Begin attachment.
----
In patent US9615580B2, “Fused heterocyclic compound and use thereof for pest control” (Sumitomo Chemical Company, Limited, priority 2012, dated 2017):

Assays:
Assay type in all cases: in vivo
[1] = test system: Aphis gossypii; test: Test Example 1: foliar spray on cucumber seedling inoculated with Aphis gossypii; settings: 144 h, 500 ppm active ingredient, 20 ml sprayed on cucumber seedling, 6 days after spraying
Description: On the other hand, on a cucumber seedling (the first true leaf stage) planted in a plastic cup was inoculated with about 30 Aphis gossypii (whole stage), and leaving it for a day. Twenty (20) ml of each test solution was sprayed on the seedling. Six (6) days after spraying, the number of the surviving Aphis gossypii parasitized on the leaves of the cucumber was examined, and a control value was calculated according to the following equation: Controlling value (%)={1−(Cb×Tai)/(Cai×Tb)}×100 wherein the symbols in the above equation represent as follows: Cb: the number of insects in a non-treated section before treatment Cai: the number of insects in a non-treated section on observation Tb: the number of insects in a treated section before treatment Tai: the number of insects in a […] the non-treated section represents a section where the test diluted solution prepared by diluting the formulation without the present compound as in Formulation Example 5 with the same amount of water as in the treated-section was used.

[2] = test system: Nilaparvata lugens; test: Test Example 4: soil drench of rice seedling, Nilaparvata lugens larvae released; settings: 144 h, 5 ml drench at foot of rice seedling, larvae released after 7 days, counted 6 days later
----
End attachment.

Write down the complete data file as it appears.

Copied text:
In patent US9615580B2, “Fused heterocyclic compound and use thereof for pest control” (Sumitomo Chemical Company, Limited, priority 2012, dated 2017):

Assays:
Assay type in all cases: in vivo
[1] = test system: Aphis gossypii; test: Test Example 1: foliar spray on cucumber seedling inoculated with Aphis gossypii; settings: 144 h, 500 ppm active ingredient, 20 ml sprayed on cucumber seedling, 6 days after spraying
Description: On the other hand, on a cucumber seedling (the first true leaf stage) planted in a plastic cup was inoculated with about 30 Aphis gossypii (whole stage), and leaving it for a day. Twenty (20) ml of each test solution was sprayed on the seedling. Six (6) days after spraying, the number of the surviving Aphis gossypii parasitized on the leaves of the cucumber was examined, and a control value was calculated according to the following equation: Controlling value (%)={1−(Cb×Tai)/(Cai×Tb)}×100 wherein the symbols in the above equation represent as follows: Cb: the number of insects in a non-treated section before treatment Cai: the number of insects in a non-treated section on observation Tb: the number of insects in a treated section before treatment Tai: the number of insects in a […] the non-treated section represents a section where the test diluted solution prepared by diluting the formulation without the present compound as in Formulation Example 5 with the same amount of water as in the treated-section was used.

[2] = test system: Nilaparvata lugens; test: Test Example 4: soil drench of rice seedling, Nilaparvata lugens larvae released; settings: 144 h, 5 ml drench at foot of rice seedling, larvae released after 7 days, counted 6 days later